World Report: Horror week for the United States as coronavirus records plummet | Coronavirus epidemic

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Last week saw United States beat its own one-day case record four times, according to data compiled by researchers at Johns Hopkins University.

In the seven days to and including July 1st, the country, with the highest number of cases and deaths in the world, confirmed more than 40,000 cases on four separate days.

On Wednesday, cases also increased by more than 50,000 for the first time in the United States, of which 51,200 were confirmed within 24 hours.

National increases come as the pandemic threatens people in a wider area of ​​the country. Nearly 10 times more counties in the United States reach the threshold to be considered a hotspot than during the previous peak in April, the New York Times reported.

There are 2,739,230 known infections in the United States and there have been 128,743 deaths.

Brazil, second behind the United States in terms of number of cases and deaths, has nearly 1.5 million confirmed infections, after adding 48,105 new cases on Thursday. There are 1,496,858 cases and 61,884 deaths. Brazil has reported more than 40,000 cases a day at least three times in the past week.

Mexico The coronavirus epidemic has also increased by 6,741 confirmed cases and 679 deaths, bringing the death toll to 29,189 in the country. Responding to the spike in virus reports from Arizona, the top health official in the neighboring Mexican state of Sonora has called on the federal government of Mexico to temporarily close the border to non-essential US visits.

The United Nations has predicted that more than 2.7 million businesses may disappear and 8.5 million jobs may be lost in Latin America due to the coronavirus crisis. The United Nations Economic Commission for the Region said that shops, hotels and restaurants, many of which are small and medium-sized businesses, will be the hardest hit.

AustraliaThe state of Victoria is still struggling to contain a new outbreak, with an additional 66 cases confirmed on Friday. State Health Minister Jenny Mikakos said Friday there was evidence of a “super spreader” in the Victorian epidemic. She said: “On Tuesday, I received a briefing on a genomic sequencing report which seemed to suggest that there seems to be one source of infection for many of the cases that have crossed the northern and western suburbs of Melbourne. It even seems to be potentially a super spreader that has caused this upsurge in some cases. “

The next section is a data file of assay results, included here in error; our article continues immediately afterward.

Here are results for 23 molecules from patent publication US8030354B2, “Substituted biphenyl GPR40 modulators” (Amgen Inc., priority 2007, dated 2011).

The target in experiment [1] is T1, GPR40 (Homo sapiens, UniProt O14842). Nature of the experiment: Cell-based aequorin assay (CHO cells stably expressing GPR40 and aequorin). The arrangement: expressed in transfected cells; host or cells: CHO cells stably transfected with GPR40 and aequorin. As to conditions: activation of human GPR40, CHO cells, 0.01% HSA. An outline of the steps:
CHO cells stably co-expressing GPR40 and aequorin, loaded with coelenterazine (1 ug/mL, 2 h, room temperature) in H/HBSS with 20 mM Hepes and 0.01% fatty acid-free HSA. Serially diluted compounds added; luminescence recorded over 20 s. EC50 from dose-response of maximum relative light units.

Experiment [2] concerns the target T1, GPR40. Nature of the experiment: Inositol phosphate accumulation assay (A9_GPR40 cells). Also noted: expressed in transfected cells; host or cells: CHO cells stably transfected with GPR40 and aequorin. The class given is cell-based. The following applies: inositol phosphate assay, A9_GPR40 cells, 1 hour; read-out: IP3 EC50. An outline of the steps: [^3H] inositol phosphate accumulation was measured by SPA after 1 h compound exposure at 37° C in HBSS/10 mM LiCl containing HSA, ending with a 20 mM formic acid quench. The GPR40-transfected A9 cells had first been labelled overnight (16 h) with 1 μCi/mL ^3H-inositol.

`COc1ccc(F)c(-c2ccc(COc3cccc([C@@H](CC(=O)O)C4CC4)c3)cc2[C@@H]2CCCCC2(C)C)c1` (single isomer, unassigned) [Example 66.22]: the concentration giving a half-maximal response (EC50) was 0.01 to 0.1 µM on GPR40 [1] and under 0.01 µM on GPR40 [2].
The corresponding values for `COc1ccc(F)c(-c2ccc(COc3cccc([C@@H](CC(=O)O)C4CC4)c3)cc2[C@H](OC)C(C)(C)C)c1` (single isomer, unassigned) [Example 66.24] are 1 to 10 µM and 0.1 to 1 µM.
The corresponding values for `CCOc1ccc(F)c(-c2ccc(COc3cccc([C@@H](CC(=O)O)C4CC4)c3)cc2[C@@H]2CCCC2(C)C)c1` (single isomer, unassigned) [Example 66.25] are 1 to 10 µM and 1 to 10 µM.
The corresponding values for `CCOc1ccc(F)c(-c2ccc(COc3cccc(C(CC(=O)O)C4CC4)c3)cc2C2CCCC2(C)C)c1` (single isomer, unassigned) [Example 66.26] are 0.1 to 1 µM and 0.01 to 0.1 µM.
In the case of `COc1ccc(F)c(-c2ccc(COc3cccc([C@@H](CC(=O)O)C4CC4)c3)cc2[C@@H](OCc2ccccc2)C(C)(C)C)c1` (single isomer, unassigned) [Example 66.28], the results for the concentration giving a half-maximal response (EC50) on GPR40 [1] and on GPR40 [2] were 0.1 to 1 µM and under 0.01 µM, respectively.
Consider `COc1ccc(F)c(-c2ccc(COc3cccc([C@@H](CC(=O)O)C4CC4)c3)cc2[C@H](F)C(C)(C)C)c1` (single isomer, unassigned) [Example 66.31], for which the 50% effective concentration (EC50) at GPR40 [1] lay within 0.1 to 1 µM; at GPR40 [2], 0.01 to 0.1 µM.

In Tokyo, Japan, 120 new cases were discovered on Friday, the Nikkei newspaper reported. On Thursday, the metropolis confirmed 107 new cases, the most in two months, but the government – eager to revive a declining economy – said it did not plan to reimpose the emergency lifted on May 25. Tokyo Governor Yuriko Koike looks set for victory in his bid for re-election on Sunday, supported by approval of his management of the pandemic.

Tokyo represents nearly 6,400 of the approximately 19,000 cases in Japan.

South Korea 63 new cases of coronavirus were reported on Thursday, most of them due to domestic infections outside of Seoul, triggering the return of tighter social distancing restrictions in a city as the specter of a second wave of the disease worried authorities. For the first time in almost two months, new daily cases from other cities surpassed those in the Seoul area. The southwestern city of Gwangju has registered more than 50 cases in the past few days, resulting in the suspension of operations at public facilities such as public libraries and museums.

North Korean Leader Kim Jong-Un hailed what he described as his country’s “resounding success” in the fight against the pandemic, according to the official news agency KCNA on Friday. The totalitarian head of state spoke on Thursday at a meeting of the political bureau of the Workers’ Party to discuss the impact of the virus, AFP said.

Pyongyang has not confirmed a single case of the deadly disease, but has imposed strict rules, including the closure of its borders and schools, and the isolation of thousands of its residents.

Analysts say the North is unlikely to have avoided infection and that its dilapidated health system may be struggling to cope with a major epidemic.

Other key developments include:

  • Global cases are approaching 11 million. There are 10,842,615 known infections worldwide and 520,785 deaths.
  • Staff and residents of United Kingdom nursing homes for people over 65 and people with dementia will receive regular tests starting Monday.

  • Vacationers from England will be able to visit Spain, Italy, France and Germany without having to quarantine for 14 days upon return and travel restrictions on up to 60 other countries and territories should also be lifted.

  • Hundreds of health workers tested positive for coronavirus in South AfricaFrom the province of Gauteng, which includes Johannesburg and the capital, Pretoria. In South Africa, more than 2,000 health workers have been infected.

  • There is “very little risk” of pets infecting their owners with Covid-19, the chief scientist for the World Health Organization said on Thursday.

  • Leading obstetrician advised women in Papua New Guinea not to get pregnant for up to two years, saying fears of Covid-19 transmission have seen pregnant women walk away from hospitals, leading to death at least one baby.

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